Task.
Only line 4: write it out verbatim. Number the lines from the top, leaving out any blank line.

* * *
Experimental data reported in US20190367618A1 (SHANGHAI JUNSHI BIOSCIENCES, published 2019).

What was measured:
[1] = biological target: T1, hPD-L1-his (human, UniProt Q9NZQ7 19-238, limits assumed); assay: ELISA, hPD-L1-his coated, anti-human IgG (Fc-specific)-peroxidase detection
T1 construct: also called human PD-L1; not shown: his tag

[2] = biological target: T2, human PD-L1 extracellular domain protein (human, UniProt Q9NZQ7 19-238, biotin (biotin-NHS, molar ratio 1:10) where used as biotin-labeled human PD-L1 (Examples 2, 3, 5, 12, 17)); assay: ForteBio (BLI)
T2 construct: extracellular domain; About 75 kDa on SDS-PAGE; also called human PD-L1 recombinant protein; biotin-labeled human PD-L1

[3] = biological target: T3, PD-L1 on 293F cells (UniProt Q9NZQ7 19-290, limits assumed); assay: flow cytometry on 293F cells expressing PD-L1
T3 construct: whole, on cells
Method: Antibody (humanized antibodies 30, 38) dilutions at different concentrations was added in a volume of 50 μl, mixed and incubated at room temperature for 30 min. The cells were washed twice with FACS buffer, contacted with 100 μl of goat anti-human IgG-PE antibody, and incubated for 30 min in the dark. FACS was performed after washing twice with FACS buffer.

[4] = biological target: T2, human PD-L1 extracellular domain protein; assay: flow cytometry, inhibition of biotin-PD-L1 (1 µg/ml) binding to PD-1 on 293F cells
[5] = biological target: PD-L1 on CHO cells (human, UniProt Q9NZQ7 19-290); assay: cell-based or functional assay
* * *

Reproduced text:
T1 construct: also called human PD-L1; not shown: his tag